An important consideration to keep in mind with digital press technology is the ever-increasing need for powerful front-end systems. In order to facilitate the increased number of digital jobs that make up the equivalent volume of conventional printing, superior prepress automation is required to reduce the risks of front-end bottlenecks. Andrew Mckerlie of LabelTraxx asks the industry this very important question: “Can your MIS cope with three times the number of current orders? Because that is what happens with digital.” Printers must ensure that they have these systems in place prior to implementing their digital press (or presses) to ensure that their machines have a consistent level of profitable up-time.

Additionally, the transition from conventional to digital processes is a great time to launch a web-to-print online ordering system, which may or may not include online proofing tools. By placing ordering and file submission in your customer’s hands, not only is your efficiency improved, but it also places a greater onus on your customers to ensure they are providing you with correct job data to avoid any potential errors upstream. Your customer can feel more in control when submitting a job and you feel more in control because there is less room for miscommunication. An added benefit is that your customers have the ability to send you work when it is most convenient for them – 24 hours a day, 7 days a week, 365 days a year – and not just when your physical office is open.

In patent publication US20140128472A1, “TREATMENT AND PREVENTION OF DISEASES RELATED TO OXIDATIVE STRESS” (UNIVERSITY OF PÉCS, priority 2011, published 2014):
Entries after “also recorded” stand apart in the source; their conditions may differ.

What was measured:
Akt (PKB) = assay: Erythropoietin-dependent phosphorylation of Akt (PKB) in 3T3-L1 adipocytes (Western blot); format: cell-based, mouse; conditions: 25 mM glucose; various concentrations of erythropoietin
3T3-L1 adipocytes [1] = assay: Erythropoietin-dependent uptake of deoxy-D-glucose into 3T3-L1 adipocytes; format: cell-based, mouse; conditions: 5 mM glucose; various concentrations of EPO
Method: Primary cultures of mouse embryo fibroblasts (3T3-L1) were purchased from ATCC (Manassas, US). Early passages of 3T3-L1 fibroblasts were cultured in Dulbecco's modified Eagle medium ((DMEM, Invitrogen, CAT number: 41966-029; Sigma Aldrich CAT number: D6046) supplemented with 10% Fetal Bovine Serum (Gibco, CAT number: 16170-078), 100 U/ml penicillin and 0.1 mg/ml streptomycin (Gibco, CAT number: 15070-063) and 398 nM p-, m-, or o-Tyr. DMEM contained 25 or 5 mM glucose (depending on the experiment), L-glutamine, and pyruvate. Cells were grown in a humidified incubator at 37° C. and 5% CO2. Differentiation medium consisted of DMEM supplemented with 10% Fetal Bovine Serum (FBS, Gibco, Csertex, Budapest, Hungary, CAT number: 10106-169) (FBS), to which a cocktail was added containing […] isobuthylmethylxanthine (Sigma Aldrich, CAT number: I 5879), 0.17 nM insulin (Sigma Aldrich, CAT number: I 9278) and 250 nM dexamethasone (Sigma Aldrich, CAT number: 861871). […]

To conclude, digital press technology is now being deployed in a wider range of markets, representing a variety of applications. As digital press technology continues to improve, it will help to meet the growing need for short-run, high-quality print production across a range of markets. It will be exciting to see what direction it takes next!

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Diana Varma is an Instructor at the School of Graphic Communications Management at Ryerson University and the Owner of ON-SITE First Aid & CPR Training Group, a health & safety company that provides training to the Graphic Arts Industry.